• Peaches says:
    6 of 6 people found the following review helpful
    2.0 out of 5 stars
    Still Waiting for the Definitive Zeppelin Biography, February 9, 2014
    By 
    Peaches
    Verified Purchase(What’s this?)
    This review is from: When Giants Walked the Earth: A Biography of Led Zeppelin (Paperback)
    This book is so atrocious on so many levels it’s hard to know where to begin. There was obviously no editor whatsoever, substantively or stylistically. Wall is prone to endless run-on, syntactically awkward, paragraph-long sentences set off by dashes, containing a jumble of ideas and subjects. A sentence will start off being about one thing and end up being about something completely different, as if he has literary ADD. Dangling modifiers abound. It’s brutal to try to read. It actually took me four months to finish this book, no exaggeration. I could only stand a few pages at a time before I had to put it down out of sheer exhaustion—call it dazed and confused. As far as those silly passages where he “gets in the heads” of the subjects, I just skipped over them entirely.

    The substance is little better. I never thought I’d defend Hammer of the Gods, but that book runs circles around this drivel. Stephen Davis may be a hack, but he knows how to write an entertaining read. And although he is accused of sensationalism, he actually put a lot in there about the music-making, and most of all, the Zeppelin live experience. There is little of that here. Wall drones on and on about things nobody cares about except him, like the album artwork, or Aleister Crowley and occult secret societies, or Black Sabbath, mostly everything except Led Zeppelin and their music. These things are part of the Zeppelin story and are discussed in HOTG, but not in such unnecessary detail. His biggest sin, in my book, is his failure to put us (especially those of us too young to remember) front and center at a Zeppelin concert at their zenith to experience it the way a concertgoer would have in 1972 or 1975. Davis, to his credit, did that. Even when Wall does talk about the music-making process, he gets bogged down in “this was taken from so-and-so, who took it from so-and-so, who took it…” Who cares that Jimmy Page wasn’t the first rock guitarist to use the violin bow? Does he claim to be? (One pearl, which I give him props for, is a passage where he details all the music Bob Dylan ripped off in his early career; since Zep is constantly bashed for this it was enlightening to read.)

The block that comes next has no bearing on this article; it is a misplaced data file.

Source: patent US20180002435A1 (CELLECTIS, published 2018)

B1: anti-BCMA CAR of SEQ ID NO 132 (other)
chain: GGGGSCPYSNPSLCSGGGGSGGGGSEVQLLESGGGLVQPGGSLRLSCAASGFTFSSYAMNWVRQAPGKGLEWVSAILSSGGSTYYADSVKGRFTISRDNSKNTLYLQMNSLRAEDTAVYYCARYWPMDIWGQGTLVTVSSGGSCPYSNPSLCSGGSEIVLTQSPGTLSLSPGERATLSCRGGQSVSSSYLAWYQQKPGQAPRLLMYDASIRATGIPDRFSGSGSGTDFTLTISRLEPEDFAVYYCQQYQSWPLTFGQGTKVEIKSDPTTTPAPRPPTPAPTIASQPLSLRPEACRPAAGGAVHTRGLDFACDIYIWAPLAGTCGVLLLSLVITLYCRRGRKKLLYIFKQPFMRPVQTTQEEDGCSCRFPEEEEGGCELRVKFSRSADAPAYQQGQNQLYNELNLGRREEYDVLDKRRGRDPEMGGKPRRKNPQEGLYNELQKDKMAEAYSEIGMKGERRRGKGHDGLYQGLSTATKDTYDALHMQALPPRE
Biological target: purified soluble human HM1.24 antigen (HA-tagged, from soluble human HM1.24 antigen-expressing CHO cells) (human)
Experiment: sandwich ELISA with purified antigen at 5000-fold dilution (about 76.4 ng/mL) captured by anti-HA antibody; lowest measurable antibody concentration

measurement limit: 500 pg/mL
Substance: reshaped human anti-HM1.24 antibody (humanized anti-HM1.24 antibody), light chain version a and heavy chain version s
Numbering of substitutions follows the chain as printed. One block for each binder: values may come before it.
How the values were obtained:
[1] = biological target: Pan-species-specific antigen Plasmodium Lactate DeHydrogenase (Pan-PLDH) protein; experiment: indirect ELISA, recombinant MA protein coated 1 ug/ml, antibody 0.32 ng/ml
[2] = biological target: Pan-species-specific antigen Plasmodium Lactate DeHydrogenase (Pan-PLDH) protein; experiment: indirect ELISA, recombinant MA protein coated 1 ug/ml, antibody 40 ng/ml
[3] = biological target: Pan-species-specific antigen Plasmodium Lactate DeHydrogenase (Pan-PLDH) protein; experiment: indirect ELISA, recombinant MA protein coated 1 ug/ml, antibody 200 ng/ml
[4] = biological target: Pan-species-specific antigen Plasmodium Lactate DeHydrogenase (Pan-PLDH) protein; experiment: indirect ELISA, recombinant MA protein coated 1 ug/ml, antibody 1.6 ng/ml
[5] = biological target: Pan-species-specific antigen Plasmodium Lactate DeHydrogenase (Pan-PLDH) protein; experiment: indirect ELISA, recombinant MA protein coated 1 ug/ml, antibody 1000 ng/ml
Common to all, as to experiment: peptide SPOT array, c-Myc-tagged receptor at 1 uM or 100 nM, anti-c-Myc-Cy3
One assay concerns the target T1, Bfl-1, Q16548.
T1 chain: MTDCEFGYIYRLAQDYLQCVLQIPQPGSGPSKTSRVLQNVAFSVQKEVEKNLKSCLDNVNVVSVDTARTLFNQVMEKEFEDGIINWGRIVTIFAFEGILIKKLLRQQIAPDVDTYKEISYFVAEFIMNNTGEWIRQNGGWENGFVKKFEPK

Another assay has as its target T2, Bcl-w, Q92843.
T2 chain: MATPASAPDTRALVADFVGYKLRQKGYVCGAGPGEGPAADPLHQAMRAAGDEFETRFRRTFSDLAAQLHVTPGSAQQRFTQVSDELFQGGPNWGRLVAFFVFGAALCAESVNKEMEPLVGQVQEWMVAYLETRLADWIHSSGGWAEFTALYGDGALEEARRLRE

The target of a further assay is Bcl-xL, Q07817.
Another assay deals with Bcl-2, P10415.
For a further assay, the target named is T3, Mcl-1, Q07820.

But there was very little in here that was new to me. He borrows from HOTG and various tell-alls, rehashing all the lurid, tired tales. The only revelation was that John Paul Jones considered quitting the band in the mid-70s. I learned some things about Peter Grant and John Bonham I didn’t know (and would rather not). The only redeeming, distinguishing feature of this book is Wall’s interviews with the band and manager and insights into them post-Zeppelin. But even then, he bends over backwards to show he can still write critically about his subjects despite having personally befriended them. Okay we get it, you’re objective. For some unfathomable reason he devotes an entire chapter to the Knebworth concerts. Wall seems to see them as both an omen of Zeppelin’s demise, and an indicator of what he views as the band’s declining popularity because they couldn’t sell out the shows. This is one of many places where the book suffers from its Brit-centeredness. He doesn’t seem to get (or doesn’t care) that if those concerts had been in America they would have been blowouts. Zeppelin’s popularity never declined in America, which is the country that “made” them and the only one that matters when it comes to any discussion of their impact.

    I won’t even get into how obnoxiously annoying Wall’s final chapters are. There’s interesting detail about the reunion shows and failed attempts to stage a comeback tour (Wall seemed to be the only person in attendance who was unimpressed by the O2 show), but absolutely nothing about Zeppelin’s overarching legacy and influence on popular music. How do you author a biography of Led Zeppelin and not discuss this? (Instead, Wall bizarrely sees fit to allot space in the “epilogue” to an inconsequential anti-Zeppelin rant by Jack Bruce of Cream—huh???) HOTG, for all its sleaze, gave me a sense of where Zeppelin stood in the pantheon of rock music; there is no sense of that here. Wall could have been writing about any band. He curiously titled his book “When Giants Walked the Earth,” yet doesn’t explore what made them giants but rather gets bogged down in personality conflicts and various minutiae. Wall clearly wrote about what he wanted to write about, not what readers—especially American fans–would want to read about. I hate to keep coming back to HOTG, but this book really suffers by comparison, and that’s no easy feat. It’s just a self-indulgent mess masquerading as a “serious” biography by an “insider.”

    Help other customers find the most helpful reviews 

    Was this review helpful to you? Yes
    No